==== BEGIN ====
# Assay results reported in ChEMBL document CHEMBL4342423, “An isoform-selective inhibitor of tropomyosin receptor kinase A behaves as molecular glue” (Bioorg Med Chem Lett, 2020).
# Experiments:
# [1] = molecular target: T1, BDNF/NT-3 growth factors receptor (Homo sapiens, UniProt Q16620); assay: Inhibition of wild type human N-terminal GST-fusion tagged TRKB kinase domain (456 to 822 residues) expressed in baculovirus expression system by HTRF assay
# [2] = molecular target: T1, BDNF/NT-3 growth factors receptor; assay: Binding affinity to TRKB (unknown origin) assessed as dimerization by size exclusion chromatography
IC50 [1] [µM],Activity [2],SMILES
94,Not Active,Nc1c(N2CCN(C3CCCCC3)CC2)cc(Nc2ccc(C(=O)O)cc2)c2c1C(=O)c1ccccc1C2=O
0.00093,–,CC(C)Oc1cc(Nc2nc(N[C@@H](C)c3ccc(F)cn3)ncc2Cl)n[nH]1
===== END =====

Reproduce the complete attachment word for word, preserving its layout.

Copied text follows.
# Assay results reported in ChEMBL document CHEMBL4342423, “An isoform-selective inhibitor of tropomyosin receptor kinase A behaves as molecular glue” (Bioorg Med Chem Lett, 2020).
# Experiments:
# [1] = molecular target: T1, BDNF/NT-3 growth factors receptor (Homo sapiens, UniProt Q16620); assay: Inhibition of wild type human N-terminal GST-fusion tagged TRKB kinase domain (456 to 822 residues) expressed in baculovirus expression system by HTRF assay
# [2] = molecular target: T1, BDNF/NT-3 growth factors receptor; assay: Binding affinity to TRKB (unknown origin) assessed as dimerization by size exclusion chromatography
IC50 [1] [µM],Activity [2],SMILES
94,Not Active,Nc1c(N2CCN(C3CCCCC3)CC2)cc(Nc2ccc(C(=O)O)cc2)c2c1C(=O)c1ccccc1C2=O
0.00093,–,CC(C)Oc1cc(Nc2nc(N[C@@H](C)c3ccc(F)cn3)ncc2Cl)n[nH]1